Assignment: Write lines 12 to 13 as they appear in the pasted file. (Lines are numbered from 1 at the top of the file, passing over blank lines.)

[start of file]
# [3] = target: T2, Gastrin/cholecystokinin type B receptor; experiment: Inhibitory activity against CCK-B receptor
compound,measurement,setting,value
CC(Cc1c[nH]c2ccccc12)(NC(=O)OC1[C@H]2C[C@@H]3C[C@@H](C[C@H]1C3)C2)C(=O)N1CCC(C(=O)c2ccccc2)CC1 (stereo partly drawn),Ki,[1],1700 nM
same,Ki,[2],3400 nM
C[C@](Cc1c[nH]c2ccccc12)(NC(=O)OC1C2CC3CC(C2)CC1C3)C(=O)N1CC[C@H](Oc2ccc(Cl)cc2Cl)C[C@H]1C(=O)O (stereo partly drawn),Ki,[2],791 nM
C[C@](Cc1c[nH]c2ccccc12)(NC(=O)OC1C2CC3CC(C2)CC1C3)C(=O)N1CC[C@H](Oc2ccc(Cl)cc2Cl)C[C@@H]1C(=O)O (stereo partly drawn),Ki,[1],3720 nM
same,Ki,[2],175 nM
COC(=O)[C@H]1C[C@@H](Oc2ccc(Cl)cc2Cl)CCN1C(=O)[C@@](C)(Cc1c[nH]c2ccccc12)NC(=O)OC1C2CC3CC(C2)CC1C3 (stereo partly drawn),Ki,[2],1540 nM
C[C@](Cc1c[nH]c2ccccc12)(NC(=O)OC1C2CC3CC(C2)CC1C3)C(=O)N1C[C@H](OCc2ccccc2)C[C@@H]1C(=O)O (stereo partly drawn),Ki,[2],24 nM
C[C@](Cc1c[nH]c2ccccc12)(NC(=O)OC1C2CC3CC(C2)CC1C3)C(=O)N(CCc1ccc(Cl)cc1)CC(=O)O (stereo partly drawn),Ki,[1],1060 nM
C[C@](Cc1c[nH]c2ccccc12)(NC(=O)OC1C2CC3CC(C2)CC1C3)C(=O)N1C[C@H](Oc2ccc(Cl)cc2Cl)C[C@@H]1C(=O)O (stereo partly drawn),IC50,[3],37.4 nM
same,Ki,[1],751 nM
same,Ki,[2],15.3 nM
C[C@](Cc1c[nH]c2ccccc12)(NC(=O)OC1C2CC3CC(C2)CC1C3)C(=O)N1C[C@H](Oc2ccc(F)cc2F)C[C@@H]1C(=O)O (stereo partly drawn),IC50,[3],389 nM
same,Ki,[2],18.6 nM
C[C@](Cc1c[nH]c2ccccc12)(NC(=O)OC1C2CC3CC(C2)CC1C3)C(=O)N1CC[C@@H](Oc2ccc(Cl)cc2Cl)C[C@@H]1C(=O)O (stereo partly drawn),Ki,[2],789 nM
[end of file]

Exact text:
same,Ki,[1],751 nM
same,Ki,[2],15.3 nM